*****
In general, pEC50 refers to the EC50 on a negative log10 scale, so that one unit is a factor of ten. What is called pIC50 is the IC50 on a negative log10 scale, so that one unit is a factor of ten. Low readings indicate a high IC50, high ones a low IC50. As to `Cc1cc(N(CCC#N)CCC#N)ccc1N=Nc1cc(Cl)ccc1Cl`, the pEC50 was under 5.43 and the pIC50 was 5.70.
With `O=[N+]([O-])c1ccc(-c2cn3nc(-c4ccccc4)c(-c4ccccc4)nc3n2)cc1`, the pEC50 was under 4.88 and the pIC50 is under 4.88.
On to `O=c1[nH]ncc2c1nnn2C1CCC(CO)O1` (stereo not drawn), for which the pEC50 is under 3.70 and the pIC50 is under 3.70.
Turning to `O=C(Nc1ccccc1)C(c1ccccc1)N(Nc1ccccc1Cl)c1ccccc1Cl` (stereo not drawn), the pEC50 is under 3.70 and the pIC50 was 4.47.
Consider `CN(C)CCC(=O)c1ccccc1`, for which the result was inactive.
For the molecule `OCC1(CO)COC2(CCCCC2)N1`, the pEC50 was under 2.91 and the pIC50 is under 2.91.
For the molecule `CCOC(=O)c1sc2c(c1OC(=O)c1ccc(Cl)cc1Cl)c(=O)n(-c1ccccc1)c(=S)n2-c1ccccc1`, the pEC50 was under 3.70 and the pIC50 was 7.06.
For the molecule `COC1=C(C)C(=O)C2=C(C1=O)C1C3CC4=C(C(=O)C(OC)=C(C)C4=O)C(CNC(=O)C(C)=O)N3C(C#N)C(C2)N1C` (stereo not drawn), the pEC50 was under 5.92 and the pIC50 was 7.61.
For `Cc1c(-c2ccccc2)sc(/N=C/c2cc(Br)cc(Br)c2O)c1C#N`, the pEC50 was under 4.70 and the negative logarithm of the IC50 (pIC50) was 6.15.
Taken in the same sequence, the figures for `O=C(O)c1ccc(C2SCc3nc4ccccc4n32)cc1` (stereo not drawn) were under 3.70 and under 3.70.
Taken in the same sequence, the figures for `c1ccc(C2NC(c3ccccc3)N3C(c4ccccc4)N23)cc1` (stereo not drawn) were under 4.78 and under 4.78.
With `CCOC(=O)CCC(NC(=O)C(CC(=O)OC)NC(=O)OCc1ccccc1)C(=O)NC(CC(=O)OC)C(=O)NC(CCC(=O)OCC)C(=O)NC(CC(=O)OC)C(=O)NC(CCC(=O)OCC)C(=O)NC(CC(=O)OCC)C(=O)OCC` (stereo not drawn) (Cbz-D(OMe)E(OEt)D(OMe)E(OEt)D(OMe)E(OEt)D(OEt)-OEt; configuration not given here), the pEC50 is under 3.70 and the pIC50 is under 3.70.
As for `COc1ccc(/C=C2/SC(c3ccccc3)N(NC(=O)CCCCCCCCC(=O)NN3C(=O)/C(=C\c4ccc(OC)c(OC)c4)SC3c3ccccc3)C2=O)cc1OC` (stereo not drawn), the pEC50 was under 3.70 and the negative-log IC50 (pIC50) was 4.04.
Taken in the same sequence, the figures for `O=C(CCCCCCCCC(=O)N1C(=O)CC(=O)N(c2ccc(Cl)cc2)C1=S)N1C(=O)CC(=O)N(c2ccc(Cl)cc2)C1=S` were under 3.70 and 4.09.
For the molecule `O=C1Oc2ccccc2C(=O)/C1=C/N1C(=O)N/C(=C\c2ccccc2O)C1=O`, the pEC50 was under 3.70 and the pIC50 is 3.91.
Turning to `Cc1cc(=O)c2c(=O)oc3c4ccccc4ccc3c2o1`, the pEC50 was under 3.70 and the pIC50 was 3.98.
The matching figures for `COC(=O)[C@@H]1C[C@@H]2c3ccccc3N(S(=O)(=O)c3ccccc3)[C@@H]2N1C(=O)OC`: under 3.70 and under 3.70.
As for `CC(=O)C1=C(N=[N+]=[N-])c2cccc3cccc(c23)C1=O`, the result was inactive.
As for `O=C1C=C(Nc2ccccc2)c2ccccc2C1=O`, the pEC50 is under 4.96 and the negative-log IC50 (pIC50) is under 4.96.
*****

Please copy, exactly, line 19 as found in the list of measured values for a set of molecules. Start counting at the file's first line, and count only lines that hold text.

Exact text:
As for `O=C1C=C(Nc2ccccc2)c2ccccc2C1=O`, the pEC50 is under 4.96 and the negative-log IC50 (pIC50) is under 4.96.